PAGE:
PERIPHERAL NERVOUS SYSTEM PERIPHERAL NERVOUS SYSTEM

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Peripheral Nervous System

Figure 1. Peripheral Nervous System (PNS) carries neural signals from the body to the Central Nervous System (CNS) and from the CNS out to the body.

The peripheral nervous system consists of nerves that carry signals from the senses (eyes, ears, skin, etc.) to the CNS and from the CNS to effectors (muscles and glands, which produce an observable effect). the drawing at the right, shows how it connects the body to the Central Nervous System (CNS = spinal cord in the vertebral column ["backbone"] and brain in the skull).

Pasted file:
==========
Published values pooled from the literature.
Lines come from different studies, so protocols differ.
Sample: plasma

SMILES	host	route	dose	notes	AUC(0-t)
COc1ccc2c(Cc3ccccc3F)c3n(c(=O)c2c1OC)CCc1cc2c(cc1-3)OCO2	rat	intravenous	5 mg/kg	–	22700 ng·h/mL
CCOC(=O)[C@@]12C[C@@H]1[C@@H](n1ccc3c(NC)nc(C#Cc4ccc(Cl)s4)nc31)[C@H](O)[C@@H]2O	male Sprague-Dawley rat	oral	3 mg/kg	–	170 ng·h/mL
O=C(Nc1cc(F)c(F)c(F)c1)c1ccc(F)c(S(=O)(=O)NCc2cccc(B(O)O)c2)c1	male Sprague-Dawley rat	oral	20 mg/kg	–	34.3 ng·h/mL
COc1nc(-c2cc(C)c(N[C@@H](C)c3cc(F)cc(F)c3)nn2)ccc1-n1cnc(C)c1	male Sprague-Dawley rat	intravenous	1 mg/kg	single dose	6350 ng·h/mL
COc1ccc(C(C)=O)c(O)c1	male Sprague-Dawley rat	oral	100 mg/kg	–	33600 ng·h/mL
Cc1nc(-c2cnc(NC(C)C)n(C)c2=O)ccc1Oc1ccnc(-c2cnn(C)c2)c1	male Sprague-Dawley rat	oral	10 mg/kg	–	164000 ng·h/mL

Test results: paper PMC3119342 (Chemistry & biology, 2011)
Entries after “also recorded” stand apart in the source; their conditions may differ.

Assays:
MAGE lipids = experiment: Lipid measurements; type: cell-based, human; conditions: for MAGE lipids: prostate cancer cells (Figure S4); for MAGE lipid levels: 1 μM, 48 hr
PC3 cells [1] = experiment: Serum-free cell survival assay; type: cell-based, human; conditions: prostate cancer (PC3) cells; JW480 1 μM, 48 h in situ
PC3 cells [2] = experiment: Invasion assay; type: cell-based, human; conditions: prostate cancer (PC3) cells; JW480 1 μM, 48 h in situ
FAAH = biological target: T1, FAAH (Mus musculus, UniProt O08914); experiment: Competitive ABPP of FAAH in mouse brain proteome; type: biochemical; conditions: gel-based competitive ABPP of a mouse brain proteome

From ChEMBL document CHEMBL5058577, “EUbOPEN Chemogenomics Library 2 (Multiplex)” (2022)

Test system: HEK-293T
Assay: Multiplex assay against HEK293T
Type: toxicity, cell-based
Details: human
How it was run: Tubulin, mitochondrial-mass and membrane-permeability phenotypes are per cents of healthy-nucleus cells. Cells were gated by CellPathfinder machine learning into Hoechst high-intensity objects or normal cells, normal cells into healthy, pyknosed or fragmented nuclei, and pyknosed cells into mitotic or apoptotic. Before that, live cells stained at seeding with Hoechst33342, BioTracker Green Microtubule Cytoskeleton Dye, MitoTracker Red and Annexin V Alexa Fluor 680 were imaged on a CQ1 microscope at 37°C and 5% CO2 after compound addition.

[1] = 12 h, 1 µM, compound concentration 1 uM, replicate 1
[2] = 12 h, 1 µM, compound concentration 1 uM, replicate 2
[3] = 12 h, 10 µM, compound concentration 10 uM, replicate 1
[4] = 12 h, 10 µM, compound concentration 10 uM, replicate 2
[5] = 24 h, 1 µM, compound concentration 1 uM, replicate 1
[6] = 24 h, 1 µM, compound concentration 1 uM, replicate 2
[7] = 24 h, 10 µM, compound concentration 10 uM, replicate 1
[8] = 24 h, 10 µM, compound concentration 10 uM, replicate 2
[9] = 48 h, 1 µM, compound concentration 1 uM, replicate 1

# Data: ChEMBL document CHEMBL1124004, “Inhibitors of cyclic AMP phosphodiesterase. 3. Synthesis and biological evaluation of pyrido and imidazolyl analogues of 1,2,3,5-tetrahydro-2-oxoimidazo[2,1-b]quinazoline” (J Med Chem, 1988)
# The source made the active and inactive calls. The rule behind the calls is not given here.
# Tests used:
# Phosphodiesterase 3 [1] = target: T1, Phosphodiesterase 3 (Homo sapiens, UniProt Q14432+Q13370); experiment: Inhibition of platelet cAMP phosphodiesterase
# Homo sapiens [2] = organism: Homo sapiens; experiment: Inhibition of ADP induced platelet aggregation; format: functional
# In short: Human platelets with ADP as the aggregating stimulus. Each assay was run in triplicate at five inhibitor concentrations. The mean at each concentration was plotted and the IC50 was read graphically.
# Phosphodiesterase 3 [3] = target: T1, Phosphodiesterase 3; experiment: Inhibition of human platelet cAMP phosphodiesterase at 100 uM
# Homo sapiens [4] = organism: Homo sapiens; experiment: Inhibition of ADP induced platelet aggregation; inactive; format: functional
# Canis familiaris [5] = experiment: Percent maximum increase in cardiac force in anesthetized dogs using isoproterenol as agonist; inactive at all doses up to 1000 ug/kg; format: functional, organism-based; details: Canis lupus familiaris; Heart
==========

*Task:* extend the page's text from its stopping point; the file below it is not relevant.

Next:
The peripheral nervous system is made up of nerves, which consist of bundles of axons (which are also called fibers). Axons are the part of the neuron (nerve cell) that is specialized for communication. They carry signals reliably over long distances (see Exercise Asgn2f).

Some nerves contain fibers that carry signals from the senses to the CNS. They are called sensory or afferent nerves, because they contain the axons of the sensory neurons. Other nerves contain fibers that carry signals from the CNS to the effectors (the muscles and some glands that have an effect). These are called motor or efferent nerves, because they contain the axons of the motor neurons, which activate muscles and glands. (To help you remember these names: afferent = carrying to [ad = to in Latin]; efferent = carrying from [ex = from or out in Latin]; motor = what makes you move.)